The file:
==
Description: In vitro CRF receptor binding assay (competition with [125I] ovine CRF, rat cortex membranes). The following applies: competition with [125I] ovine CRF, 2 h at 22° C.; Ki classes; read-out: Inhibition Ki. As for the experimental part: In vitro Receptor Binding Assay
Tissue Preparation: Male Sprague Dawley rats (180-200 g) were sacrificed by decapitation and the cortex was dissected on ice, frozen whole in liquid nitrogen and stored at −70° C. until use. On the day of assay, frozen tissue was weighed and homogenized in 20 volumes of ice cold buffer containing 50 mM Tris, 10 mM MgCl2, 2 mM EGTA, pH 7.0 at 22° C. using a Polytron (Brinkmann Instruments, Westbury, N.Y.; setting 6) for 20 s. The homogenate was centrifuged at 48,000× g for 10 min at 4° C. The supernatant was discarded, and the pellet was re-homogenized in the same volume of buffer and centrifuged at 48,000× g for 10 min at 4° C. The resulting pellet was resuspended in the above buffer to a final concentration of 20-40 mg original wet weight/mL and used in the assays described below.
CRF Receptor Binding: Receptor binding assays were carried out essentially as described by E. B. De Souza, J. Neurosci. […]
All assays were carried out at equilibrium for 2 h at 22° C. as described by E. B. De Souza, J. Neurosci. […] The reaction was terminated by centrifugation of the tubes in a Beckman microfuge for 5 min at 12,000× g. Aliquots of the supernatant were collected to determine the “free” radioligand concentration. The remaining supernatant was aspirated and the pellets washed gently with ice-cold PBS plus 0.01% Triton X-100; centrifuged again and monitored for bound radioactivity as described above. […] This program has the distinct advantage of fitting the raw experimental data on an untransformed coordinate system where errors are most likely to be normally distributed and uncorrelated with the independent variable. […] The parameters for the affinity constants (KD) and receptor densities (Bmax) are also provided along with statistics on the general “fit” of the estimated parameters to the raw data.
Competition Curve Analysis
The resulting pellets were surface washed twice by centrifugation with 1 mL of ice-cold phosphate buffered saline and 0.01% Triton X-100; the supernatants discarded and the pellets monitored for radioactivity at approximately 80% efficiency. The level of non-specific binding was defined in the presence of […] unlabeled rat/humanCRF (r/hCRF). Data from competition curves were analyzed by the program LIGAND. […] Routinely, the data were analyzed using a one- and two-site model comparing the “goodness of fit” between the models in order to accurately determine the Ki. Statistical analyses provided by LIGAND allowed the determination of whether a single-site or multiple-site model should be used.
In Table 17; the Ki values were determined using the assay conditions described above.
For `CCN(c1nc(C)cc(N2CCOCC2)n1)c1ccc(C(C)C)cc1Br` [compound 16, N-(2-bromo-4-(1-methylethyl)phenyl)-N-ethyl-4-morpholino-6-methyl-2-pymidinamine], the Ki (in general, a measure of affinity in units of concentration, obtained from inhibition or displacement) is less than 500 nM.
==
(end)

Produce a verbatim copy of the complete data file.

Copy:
Description: In vitro CRF receptor binding assay (competition with [125I] ovine CRF, rat cortex membranes). The following applies: competition with [125I] ovine CRF, 2 h at 22° C.; Ki classes; read-out: Inhibition Ki. As for the experimental part: In vitro Receptor Binding Assay
Tissue Preparation: Male Sprague Dawley rats (180-200 g) were sacrificed by decapitation and the cortex was dissected on ice, frozen whole in liquid nitrogen and stored at −70° C. until use. On the day of assay, frozen tissue was weighed and homogenized in 20 volumes of ice cold buffer containing 50 mM Tris, 10 mM MgCl2, 2 mM EGTA, pH 7.0 at 22° C. using a Polytron (Brinkmann Instruments, Westbury, N.Y.; setting 6) for 20 s. The homogenate was centrifuged at 48,000× g for 10 min at 4° C. The supernatant was discarded, and the pellet was re-homogenized in the same volume of buffer and centrifuged at 48,000× g for 10 min at 4° C. The resulting pellet was resuspended in the above buffer to a final concentration of 20-40 mg original wet weight/mL and used in the assays described below.
CRF Receptor Binding: Receptor binding assays were carried out essentially as described by E. B. De Souza, J. Neurosci. […]
All assays were carried out at equilibrium for 2 h at 22° C. as described by E. B. De Souza, J. Neurosci. […] The reaction was terminated by centrifugation of the tubes in a Beckman microfuge for 5 min at 12,000× g. Aliquots of the supernatant were collected to determine the “free” radioligand concentration. The remaining supernatant was aspirated and the pellets washed gently with ice-cold PBS plus 0.01% Triton X-100; centrifuged again and monitored for bound radioactivity as described above. […] This program has the distinct advantage of fitting the raw experimental data on an untransformed coordinate system where errors are most likely to be normally distributed and uncorrelated with the independent variable. […] The parameters for the affinity constants (KD) and receptor densities (Bmax) are also provided along with statistics on the general “fit” of the estimated parameters to the raw data.
Competition Curve Analysis
The resulting pellets were surface washed twice by centrifugation with 1 mL of ice-cold phosphate buffered saline and 0.01% Triton X-100; the supernatants discarded and the pellets monitored for radioactivity at approximately 80% efficiency. The level of non-specific binding was defined in the presence of […] unlabeled rat/humanCRF (r/hCRF). Data from competition curves were analyzed by the program LIGAND. […] Routinely, the data were analyzed using a one- and two-site model comparing the “goodness of fit” between the models in order to accurately determine the Ki. Statistical analyses provided by LIGAND allowed the determination of whether a single-site or multiple-site model should be used.
In Table 17; the Ki values were determined using the assay conditions described above.
For `CCN(c1nc(C)cc(N2CCOCC2)n1)c1ccc(C(C)C)cc1Br` [compound 16, N-(2-bromo-4-(1-methylethyl)phenyl)-N-ethyl-4-morpholino-6-methyl-2-pymidinamine], the Ki (in general, a measure of affinity in units of concentration, obtained from inhibition or displacement) is less than 500 nM.